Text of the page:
Mortgage Rates Stay Flat
September 2, 2021
Economic growth and the acceleration in inflation have moderated in the last month, giving the markets comfort and leading to a stabilization in mortgage rates. Heading into the fall, home purchase demand is stable, home sales remain firm and above pre-pandemic levels, and inventory of unsold homes is tight but improving modestly. These factors will allow for home price pressures to ease over the remainder of the year.
Week of August 30, 2021 in Review
August brought disappointing news from the labor sector, as job growth was much lower than expected. Meanwhile, home price appreciation continues at a record setting pace.
Just 235,000 jobs were created in August, the Bureau of Labor Statistics (BLS) reported, which was much lower than expectations of 750,000 new jobs. However, positive revisions to the data for June and July adding 134,000 new jobs in those months combined took some of the sting out of the disappointing news. The Unemployment Rate fell from 5.4% to 5.2% but an increase may be ahead, as explained below.
Private sector job creations were also much lower than expected in August. The ADP Employment Report showed a gain of 374,000 jobs, coming in below the expected 500,000 to 600,000 new jobs. Job gains were reported across all sizes of business, with leisure and hospitality jobs again showing a large increase as businesses open and people are traveling more.
On a positive note, Initial and Continuing Jobless Claims both reached post-pandemic lows in the latest week, reported at 340,000 and 2.7 million, respectively. All in all, 12.2 million people are still receiving benefits throughout all programs. With the extra benefits expiring this week, these figures are expected to improve even further in the coming months.
The low supply of existing homes remained a challenge for buyers around the country in July, as evidenced by the 1.8% drop in Pending Home Sales (which measure signed contracts). Lawrence Yun, chief economist for the National Association of Realtors, explained that there is still not enough supply to match demand, but inventory is slowly increasing and he expects that buyers should have more options in the coming months.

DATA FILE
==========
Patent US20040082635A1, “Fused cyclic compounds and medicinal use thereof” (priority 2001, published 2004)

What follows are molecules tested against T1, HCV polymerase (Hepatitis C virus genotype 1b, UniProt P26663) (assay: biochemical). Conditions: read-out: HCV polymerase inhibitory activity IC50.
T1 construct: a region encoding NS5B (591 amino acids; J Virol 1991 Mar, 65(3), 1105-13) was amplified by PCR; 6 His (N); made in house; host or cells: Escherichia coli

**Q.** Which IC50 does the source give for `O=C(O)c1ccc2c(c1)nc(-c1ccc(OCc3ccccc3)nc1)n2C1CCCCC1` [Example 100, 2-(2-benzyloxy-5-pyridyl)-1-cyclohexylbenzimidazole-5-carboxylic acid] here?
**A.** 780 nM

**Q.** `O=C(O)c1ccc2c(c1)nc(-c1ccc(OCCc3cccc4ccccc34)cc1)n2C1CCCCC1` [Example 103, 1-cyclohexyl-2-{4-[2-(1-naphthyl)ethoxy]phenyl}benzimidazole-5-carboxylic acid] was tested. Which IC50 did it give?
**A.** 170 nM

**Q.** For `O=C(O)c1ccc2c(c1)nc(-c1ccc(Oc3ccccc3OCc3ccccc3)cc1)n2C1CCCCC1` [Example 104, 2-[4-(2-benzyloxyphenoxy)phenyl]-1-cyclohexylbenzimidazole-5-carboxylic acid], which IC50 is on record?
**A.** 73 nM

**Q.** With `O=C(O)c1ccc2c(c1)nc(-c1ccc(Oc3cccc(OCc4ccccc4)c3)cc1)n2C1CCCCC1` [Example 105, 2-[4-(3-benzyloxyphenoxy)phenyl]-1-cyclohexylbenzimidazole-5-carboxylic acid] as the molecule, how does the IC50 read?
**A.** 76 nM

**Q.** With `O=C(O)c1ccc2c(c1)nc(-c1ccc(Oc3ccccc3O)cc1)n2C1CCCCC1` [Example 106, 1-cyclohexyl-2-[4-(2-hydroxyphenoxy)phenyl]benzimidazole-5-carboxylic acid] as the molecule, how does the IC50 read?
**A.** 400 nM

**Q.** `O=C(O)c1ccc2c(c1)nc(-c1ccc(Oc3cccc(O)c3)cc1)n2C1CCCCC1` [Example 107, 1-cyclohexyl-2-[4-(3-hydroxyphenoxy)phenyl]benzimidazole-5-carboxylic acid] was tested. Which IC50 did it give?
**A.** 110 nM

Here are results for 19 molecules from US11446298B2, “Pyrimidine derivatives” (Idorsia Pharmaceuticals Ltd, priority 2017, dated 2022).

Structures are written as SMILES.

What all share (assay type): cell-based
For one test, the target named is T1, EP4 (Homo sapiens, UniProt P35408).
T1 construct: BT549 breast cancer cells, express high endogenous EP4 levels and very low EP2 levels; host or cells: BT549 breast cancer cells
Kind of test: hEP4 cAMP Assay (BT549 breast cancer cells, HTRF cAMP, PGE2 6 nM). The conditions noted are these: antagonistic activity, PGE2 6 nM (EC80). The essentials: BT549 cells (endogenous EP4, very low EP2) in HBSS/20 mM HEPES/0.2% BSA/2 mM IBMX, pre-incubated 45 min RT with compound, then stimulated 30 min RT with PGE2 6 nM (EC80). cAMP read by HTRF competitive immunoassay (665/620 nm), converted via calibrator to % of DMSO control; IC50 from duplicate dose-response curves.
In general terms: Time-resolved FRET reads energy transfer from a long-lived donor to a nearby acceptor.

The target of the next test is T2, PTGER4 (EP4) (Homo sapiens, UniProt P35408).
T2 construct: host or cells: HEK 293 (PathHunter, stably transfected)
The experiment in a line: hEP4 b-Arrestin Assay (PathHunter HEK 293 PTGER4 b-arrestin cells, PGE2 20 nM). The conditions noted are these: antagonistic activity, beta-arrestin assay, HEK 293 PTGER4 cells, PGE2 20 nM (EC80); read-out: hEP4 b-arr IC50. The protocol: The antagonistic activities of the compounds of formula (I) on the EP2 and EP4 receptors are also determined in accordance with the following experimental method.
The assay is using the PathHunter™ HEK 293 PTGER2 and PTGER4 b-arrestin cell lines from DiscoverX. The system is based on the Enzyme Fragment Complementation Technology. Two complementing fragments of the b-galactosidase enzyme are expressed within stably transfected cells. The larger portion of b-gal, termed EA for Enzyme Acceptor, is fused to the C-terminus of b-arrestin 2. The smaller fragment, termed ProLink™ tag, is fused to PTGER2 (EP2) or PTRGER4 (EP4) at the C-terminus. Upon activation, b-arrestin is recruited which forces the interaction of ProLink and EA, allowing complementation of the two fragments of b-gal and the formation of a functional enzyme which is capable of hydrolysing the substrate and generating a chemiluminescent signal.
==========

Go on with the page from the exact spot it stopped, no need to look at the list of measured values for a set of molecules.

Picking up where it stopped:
The low supply and high demand for home has helped home prices continue to appreciate. The Case-Shiller Home Price Index showed that prices rose 2.2% from May to June and they were up a record 18.6% annually in June. The Federal Housing Finance Agency (FHFA), which measures home price appreciation on single-family homes with conforming loan amounts, also came in strong. It showed that home prices rose 1.6% from May to June and 18.8% year over year.
And that’s not all. Rents are also rising at a feverish pace. Apartment List reported that rents rose 2.1% in August and a staggering 13.8% year to date. This is the fastest rent growth on record and is on a 20% pace if these increases continue.
August Job Creations Much Lower Than Expected
The Bureau of Labor Statistics (BLS) reported that there were 235,000 jobs created in August, which was much weaker than the 750,000 new jobs that were expected. However, there were positive revisions to that data for June and July, adding 134,000 new jobs created in those months combined.
It’s important to understand that there are two reports within the Jobs Report and there is a fundamental difference between them. The Business Survey is where the headline job number comes from and it’s based predominately on modeling.
The Household Survey, where the Unemployment Rate comes from, is done by actual phone calls to 60,000 homes. The Household Survey also has a job loss or creation component, and it showed there were 509,000 job creations, while the labor force increased by 190,000. The number of unemployed people decreased by 318,000, causing the Unemployment Rate to fall from 5.4% to 5.2%.
However, the true Unemployment Rate is higher than the headline figure. There is an ongoing misclassification error where people were classified absent from work for other reasons and not marked as unemployed on temporary layoff when they should have been. When we factor this into the calculations, the Unemployment Rate should have been around 0.3% higher, putting it closer to 5.5%.
In addition, there are 5.7 million people who have not looked for work in the last four weeks who are also not counted in the labor force or counted as unemployed. With extra benefits now expiring, some of these individuals are going to start looking for work again and will be counted in the calculations. This could actually cause the Unemployment Rate to move higher in the coming months until they find employment.
Wages were also on the rise. Average hourly earnings were up 0.6% from July to August and they also rose 4.3% year over year. Average weekly earnings, which we focus on more because it measures what people actually take home, also increased 0.6% month over month. Year over year, weekly earnings rose 4.6%, but if we extrapolate the last few months on a year over year basis, the increase in weekly earnings is closer to 7%, which is more indicative of what we are seeing.